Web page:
Posted: December 2, 2015
When I became a parent, the way I evaluated activities that up until then seemed harmless fun, underwent an immense shift. As a mom, I had to look at everything from a different perspective – was it dangerous, could harm come to my children, could other kids be hurt, etc. Basically, instead of saying, “That sounds great. Have fun!” I had to look at all possible adventures from the point of “What’s the worst that could happen?” As my daughter once put it “You suck the fun out of everything.” Oh well … part of the job description.
As a compliance consulting firm, we understand being a Compliance Officer in a customer-facing company is a lot like that.
Contacting consumers you think might be interested with your latest and greatest product/service via the various communication channels available today is no longer just a great idea. If not monitored for TCPA adherence and other compliance aspects, consumer contact activities could easily be one of the most expensive ideas that might cost you and/or your company dearly.
So, what is the worst that can happen? Here are some examples that are perhaps not the worst thing that can happen but are still pretty damaging.
Mr. Luna filed a TCPA complaint stating he received unwanted texts from a nightclub. The club was able to prove in federal court that its text messages were sent as a result of human intervention, not an ATDS. However, the plaintiff appealed.
The case has recently been settled for an undisclosed amount. In other words, even if you abide by the rules, as a federal court had ruled in this case, a class action case can be so costly and drawn- out that parties may decide it is less expensive to settle. (Luna v. Shac)
Western Union has just agreed to a $8.5 million settlement after having been accused of sending consumers unsolicited texts. Court documents say this is the largest per-class-member payout ever reached. The estimate is that after attorneys’ fees and expenses are deducted, each class member, who submits a valid claim, could receive up to $650 from the settlement fund. (Douglas v. The Western Union Company)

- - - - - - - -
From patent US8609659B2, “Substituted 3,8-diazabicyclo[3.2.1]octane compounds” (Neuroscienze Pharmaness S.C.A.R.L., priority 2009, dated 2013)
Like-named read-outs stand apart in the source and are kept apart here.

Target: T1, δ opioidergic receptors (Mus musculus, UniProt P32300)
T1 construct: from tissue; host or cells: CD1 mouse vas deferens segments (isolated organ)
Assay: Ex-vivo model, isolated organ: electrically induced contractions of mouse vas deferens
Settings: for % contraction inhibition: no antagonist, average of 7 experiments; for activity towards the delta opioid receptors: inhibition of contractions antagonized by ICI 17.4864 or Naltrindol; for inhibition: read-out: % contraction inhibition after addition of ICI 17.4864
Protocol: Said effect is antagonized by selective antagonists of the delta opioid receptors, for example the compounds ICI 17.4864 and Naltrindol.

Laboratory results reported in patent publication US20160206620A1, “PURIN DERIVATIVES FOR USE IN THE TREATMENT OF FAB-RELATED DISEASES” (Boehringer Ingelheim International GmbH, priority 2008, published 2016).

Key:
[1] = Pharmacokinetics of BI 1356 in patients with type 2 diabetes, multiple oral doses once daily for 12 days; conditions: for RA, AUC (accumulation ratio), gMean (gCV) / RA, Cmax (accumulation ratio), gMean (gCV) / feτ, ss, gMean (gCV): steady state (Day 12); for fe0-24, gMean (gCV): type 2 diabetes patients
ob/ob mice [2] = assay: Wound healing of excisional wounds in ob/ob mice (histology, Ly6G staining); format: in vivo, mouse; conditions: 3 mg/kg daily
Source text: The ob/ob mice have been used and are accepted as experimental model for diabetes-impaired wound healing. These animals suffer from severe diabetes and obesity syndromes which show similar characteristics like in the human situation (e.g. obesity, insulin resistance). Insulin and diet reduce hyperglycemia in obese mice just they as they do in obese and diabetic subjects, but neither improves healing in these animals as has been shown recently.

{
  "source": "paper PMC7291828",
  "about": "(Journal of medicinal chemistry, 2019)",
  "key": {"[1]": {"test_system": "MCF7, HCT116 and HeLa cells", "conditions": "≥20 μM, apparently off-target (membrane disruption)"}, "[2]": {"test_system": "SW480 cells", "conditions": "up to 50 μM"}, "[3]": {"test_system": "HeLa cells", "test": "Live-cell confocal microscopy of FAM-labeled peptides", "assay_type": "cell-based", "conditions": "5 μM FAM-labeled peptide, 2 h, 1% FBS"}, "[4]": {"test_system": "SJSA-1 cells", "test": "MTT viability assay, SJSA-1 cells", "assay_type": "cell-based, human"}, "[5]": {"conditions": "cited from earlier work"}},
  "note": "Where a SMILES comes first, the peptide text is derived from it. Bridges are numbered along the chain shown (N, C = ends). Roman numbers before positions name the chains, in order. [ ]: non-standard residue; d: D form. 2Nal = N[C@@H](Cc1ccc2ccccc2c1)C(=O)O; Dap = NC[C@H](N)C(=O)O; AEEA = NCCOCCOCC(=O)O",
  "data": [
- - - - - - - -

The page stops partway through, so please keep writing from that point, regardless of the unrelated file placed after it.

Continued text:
Fax. Yes, faxes.
A realty firm accused Burger King of sending unsolicited faxes without the legally required opt-out notice advertising its delivery service. The Court approved a settlement of up to $8.5 million. (Jay Clogg Realty v. Burger King)
A lumber and hardware store alleged Interline sent unsolicited fax ads as well as ads that failed to comply with the TCPA’s opt-out notice requirements. The Court approved a final settlement of $40 million. (Craftwood Lumber v. Interline)
A distributor of diabetic testing supplies faxed announcements about a new Medicare reimbursement policy to its customers. A well-known TCPA plaintiff sued the company and its CEO under the TCPA. The CEO had been under the impression, the announcements would be mailed. (Physicians Healthsource v. Doctor Diabetic Supply). The petition to hold defendant’s CEO personally liable was dismissed.
Ms. Stone called a hotel’s toll-free reservations number and claims she was never notified the call may be recorded. She filed a class action lawsuit stating this failure to disclose that the call may be recorded allegedly violated California’s Privacy Act. The case settled for $1.5 million. (Stone v. Howard Johnson International, Inc.)
Therefore, when a member of your marketing team, sales department, or anybody else, comes up with a great idea to call/text/fax clients or potential clients to promote your company’s product/service, please remember, it’s all fun and games until somebody pokes an eye out – or does not have the legally required compliance stance in place.
We understand the various and evolving requirements impacting your consumer contact activities can be difficult to navigate and to accommodate into existing compliance efforts. For more information regarding the impact of the TCPA or any of the state or federal consumer contact requirements, please reach out to firstname.lastname@example.org.
The information on this website is not an alternative to legal advice from your attorney or other professional legal services provider.
Manuela Phillips-Gann is a Legal Research Analyst at CompliancePoint with a strong focus on the Telephone Consumer Protection Act. She researches and tracks the many and frequently changing regulations of interest to CompliancePoint and its clients. Manuela has worked for a wide variety of organizations in the USA and Germany, including the German Cancer Research Center, SAP, and the state of Washington. Manuela earned her translator certification for the English language, specialty in Business, from the State Examination Authority for Translators and Interpreters attached to the Technical University Darmstadt, Germany. She was also sworn in as a court-approved document translator for the district court Heidelberg, Baden-Wuerttemberg, Germany.